Say? What was that question now?
1) What did I yell after dropping a rather large crystal right smack on my foot?
2) Why don't people trust the sheet rock manufacturer?
a) He "quartz" it with toxic chemicals
b) He doesn't "calcite" his sources
c) He's too "dolomite"-y for them
d) He always "gypsum"
3) One structural geologist was known for being really proactive about research, and always published five papers a year, and got lots of grants, and, and... Well, his colleagues always used this phrase to describe him.
a) Graben the bull by the horns
b) In for a pinacoid, out for a pedion
c) One swallow-tail gypsum doesn't make a summer
d) The early bird gets the vermiculite
4) I'll bet you didn't know this, but Shakespeare's Richard III was really a geologist! What did he 'really' run around yelling in the last scene?
a) My kingdom be graben from me!
b) These fools cleavage me from life!
c) Limestone shall I under earth!
d) A horst, a horst, my kingdom for a horst!
5) And did I mention that Hamlet was really into optical mineralogy? He had some trouble at first learning about biaxial and uniaxial indicatrices. Which question does he ponder in his famous monologue?
a) What a piece of work is malachite
b) Alas, poor Yorick! I knew him, Hematite
c) Get thee to anorthite
d) 2V or not 2V, that is the question
6) What is a diffuse cone of faint light rising obliquely into the sky at either morning or evening twilight?
a) Zodiacal light
b) Aurora borealis
d) Aurora australis
7) What is a faint, diffuse patch of light close to the ecliptic, opposite the Sun called?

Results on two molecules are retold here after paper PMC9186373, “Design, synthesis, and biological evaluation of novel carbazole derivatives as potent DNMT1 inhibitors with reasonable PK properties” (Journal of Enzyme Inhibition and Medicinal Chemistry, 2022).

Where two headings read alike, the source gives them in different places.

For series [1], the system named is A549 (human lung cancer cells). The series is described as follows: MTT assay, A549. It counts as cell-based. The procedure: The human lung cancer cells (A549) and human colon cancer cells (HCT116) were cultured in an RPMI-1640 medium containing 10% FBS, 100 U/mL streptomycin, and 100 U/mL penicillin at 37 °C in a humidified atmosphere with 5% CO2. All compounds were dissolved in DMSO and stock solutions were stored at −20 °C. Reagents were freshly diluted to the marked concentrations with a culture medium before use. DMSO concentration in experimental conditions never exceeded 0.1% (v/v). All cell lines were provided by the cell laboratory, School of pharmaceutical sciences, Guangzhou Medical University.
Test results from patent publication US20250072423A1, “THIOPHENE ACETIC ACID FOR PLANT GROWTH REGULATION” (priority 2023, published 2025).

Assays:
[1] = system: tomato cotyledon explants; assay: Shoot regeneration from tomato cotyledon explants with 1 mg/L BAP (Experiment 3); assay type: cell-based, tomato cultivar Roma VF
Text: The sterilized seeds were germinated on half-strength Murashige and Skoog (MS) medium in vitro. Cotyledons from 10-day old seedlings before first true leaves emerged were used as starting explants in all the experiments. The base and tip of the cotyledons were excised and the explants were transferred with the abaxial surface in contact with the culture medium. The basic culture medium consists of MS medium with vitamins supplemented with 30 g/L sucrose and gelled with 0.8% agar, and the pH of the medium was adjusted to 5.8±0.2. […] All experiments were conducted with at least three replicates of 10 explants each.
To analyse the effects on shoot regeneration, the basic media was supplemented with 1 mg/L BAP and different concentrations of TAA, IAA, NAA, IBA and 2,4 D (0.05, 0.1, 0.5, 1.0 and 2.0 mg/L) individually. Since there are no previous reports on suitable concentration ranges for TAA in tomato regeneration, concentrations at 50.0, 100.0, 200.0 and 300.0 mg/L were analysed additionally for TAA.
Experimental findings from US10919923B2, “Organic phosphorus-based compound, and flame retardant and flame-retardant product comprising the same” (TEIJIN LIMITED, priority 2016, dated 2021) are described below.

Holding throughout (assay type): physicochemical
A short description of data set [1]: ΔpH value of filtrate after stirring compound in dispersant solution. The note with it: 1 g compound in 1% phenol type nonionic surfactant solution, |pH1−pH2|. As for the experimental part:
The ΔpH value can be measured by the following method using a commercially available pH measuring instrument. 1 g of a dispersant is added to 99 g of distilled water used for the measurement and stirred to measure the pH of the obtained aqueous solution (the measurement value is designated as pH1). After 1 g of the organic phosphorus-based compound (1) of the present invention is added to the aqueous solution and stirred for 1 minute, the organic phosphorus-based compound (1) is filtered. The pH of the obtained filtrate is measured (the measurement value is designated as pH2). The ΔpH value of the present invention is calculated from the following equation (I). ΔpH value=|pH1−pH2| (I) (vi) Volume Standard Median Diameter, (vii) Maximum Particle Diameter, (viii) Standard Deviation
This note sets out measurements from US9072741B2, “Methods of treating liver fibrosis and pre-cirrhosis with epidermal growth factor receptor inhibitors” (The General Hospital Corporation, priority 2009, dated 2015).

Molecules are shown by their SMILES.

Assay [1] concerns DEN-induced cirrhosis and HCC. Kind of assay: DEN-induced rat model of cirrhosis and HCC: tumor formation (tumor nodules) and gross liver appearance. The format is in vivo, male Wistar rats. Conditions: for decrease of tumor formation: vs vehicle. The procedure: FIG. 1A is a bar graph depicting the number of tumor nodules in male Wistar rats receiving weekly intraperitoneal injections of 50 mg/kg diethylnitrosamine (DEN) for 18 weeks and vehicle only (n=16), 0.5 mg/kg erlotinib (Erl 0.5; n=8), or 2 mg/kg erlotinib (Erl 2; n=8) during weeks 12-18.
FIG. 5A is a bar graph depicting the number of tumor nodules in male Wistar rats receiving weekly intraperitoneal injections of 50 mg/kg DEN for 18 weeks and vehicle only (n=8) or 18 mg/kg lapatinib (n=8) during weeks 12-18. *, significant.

It was dark red and dodecahedral as well. Did I mention that garnet is dense? Actually, conversion of some of the minerals in oceanic crust into garnet is responsible for subducted plates sinking all the way to the core-mantle boundary! So it really would have hurt, that is, if I weren't just making this all up for the purpose of the joke!
Sheet rock is made mostly out of the mineral gypsum. You can add water and mix it into a slurry, squish it between two boards, and it sets hard. Gypsum itself is a pretty snazzy mineral. It forms when large quantities of seawater evaporate, along with halite (salt) and a fair number of other evaporite minerals. In some places you can find huge chunks of transparent gypsum. In other places, you can find massive gypsum, which is also known as alabaster. The Palace of Knossos on Crete, ca. 1500 BCE, is mostly built out of gypsum, but not in the form of sheet rock!
That phrase is from Shakespeare -- Hamlet, act III, scene 4, lines 206 and 207: "For 'tis sport to have the engineer/ Hoist with his own petar." Now, back to our regularly scheduled program about grabens. If you want to see some horsts and grabens, you can go to Canyonlands National Park in Utah, USA.
You see, Richard III was a structural geologist, and his work on horsts and grabens was really more important to him than either his kingdom OR his evil plans! He'd just established that normal (nearly vertical) faulting leaves high-standing blocks of land (horsts) and down-dropped blocks (grabens), and wanted to expand on it a bit.
Only biaxial minerals have a 2V angle, the angle between the two optic axes. Uniaxial minerals (big surprise) only have one optic axis, so they don't. I suspect confusion over this important point may have caused Hamlet much of his angst.
The zodiacal light lies along the ecliptic and is caused by reflected sunlight.
It was first noted by the Danish astronomer Theodor Brorsen in 1854.
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